This fall, Campbell Puckett, an influencer based in Atlanta, spent three weeks calling Ugg stores across the country until she found a pair of the brand’s ultra-mini platform boots in her size. “I was even willing to go a size up or down to make it work,” she says. After seeing the new style, which hits just above the ankle, on models Bella Hadid and Elsa Hosk in September, she had to have them for herself, she explains. But she was far from alone. After Hadid wore the shoes, which cost $150, with scrunched-up white athletic socks and mini shorts while on a walk to get a slice of pizza one afternoon, searches for them increased by 152 percent, according to the brand. No stores could stock them fast enough. “Some people loved them, and some people hated them,” Puckett says. “But the people who wanted them really wanted them.”
“We got calls all the time from customers, but we just didn’t have enough product to meet the demand,” Tacey Powers, Nordstrom’s executive vice president and general merchandise manager for shoes, says of the surge that season. The ultra mini was the retailer’s top footwear style in Q3 of 2022, and likely would have been for Q4 as well, had there been any left on the shelves. Around the holidays, when parents were particularly desperate for a pair, Powers says she even got calls on her personal line from friends asking if she had an in. (She couldn’t help them.)
Since Ugg was founded 45 years ago in Southern California, the brand has evolved from a surfer favorite to a household name and an unlikely part of fashion history. Despite its most iconic style looking like a toasted loaf of bread, it has managed to remain relevant for so long by putting out products that are relatively affordable, extremely comfortable, and worn by just about every celebrity and influencer under the sun, from Adam Sandler to Zendaya. While staying true to its original (and admirably odd) DNA, the brand has also consistently evolved its offering with new styles and collaborations. The cropped, elevated ultra minis are a particularly smart combination of newness and nostalgia: They feel far enough away from the 2000s high-tops that the next generation can make them their own, while still being a throwback. Their success marks the beginning of yet another wave of Ugg mania.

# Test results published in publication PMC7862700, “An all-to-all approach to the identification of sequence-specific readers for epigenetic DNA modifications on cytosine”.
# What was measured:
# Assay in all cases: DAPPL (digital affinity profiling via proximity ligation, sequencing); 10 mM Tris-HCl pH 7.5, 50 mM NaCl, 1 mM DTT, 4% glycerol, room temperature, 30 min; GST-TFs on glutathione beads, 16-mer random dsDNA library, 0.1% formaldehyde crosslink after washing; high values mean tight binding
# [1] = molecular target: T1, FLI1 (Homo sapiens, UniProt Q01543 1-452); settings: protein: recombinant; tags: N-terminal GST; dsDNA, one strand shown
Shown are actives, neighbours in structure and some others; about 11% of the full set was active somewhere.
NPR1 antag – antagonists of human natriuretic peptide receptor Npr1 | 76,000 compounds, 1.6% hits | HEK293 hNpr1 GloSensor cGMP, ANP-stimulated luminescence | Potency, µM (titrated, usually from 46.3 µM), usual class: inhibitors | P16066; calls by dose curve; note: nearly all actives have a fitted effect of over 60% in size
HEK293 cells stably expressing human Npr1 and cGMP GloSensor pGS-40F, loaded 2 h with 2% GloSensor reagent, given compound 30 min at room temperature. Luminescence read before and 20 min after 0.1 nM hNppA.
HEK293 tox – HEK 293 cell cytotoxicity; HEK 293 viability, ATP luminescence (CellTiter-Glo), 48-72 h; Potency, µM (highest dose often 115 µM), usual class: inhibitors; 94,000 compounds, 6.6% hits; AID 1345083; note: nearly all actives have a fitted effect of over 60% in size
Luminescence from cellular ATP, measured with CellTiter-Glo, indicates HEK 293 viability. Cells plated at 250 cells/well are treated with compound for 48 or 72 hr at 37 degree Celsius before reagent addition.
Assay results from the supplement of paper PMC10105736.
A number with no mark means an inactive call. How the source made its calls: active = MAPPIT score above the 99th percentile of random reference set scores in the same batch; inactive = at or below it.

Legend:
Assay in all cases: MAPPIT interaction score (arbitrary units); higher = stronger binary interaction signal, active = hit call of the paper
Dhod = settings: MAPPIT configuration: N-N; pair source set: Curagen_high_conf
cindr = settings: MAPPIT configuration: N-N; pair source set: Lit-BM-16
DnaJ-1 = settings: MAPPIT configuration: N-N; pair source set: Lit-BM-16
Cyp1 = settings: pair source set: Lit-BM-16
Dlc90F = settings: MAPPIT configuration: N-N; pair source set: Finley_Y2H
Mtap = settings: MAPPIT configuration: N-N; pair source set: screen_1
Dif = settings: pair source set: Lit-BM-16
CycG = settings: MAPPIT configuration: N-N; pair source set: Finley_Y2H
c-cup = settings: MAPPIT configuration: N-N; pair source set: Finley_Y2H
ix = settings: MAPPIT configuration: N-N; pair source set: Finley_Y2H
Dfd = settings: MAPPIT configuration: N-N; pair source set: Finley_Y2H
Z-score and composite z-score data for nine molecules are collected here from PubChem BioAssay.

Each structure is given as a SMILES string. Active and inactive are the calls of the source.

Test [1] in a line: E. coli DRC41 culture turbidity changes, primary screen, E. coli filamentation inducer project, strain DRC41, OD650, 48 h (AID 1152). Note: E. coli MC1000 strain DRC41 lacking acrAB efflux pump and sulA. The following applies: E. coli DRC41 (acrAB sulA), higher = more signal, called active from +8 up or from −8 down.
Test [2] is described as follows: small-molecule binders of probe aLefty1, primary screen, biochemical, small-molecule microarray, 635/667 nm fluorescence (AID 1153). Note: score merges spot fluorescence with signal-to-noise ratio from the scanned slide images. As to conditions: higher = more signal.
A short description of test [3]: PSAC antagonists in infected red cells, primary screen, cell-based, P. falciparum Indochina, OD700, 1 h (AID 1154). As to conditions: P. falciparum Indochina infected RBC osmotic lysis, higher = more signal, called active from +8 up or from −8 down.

In 2000, Uggs went from being those boots worn by surfers (and Pamela Anderson on Baywatch) to a mainstream must-have. Oprah declared the boots one of her Favorite Things, kicking off what many see as their heyday, when Y2K icons like Kate Moss, Sienna Miller, Paris Hilton, Britney Spears, and countless others (including men like Leonardo DiCaprio) made you feel like you were missing out if you didn’t have Uggs in your closet. In 2003, the brand introduced sorbet colors, and Oprah put them on her list again. That year, sales soared from $121 million to $214 million, and Footwear News declared Ugg the Brand of the Year.